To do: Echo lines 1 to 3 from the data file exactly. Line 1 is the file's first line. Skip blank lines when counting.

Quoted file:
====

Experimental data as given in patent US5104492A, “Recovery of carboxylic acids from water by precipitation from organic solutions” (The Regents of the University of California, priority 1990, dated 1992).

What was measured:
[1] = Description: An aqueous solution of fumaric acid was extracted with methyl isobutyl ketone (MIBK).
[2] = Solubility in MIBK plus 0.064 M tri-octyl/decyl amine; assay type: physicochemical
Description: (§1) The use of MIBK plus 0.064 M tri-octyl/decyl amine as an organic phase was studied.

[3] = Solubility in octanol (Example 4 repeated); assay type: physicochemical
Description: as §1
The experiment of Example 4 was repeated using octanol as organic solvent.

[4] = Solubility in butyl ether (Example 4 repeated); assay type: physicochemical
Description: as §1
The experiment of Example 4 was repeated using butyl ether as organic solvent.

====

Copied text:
Experimental data as given in patent US5104492A, “Recovery of carboxylic acids from water by precipitation from organic solutions” (The Regents of the University of California, priority 1990, dated 1992).

What was measured:
[1] = Description: An aqueous solution of fumaric acid was extracted with methyl isobutyl ketone (MIBK).